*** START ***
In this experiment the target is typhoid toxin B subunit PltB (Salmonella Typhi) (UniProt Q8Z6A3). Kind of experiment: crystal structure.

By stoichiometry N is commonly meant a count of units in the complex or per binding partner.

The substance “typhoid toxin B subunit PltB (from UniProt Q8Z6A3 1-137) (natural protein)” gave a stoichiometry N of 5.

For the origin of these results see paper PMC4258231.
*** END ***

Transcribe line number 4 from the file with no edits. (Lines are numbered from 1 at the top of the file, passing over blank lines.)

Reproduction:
For the origin of these results see paper PMC4258231.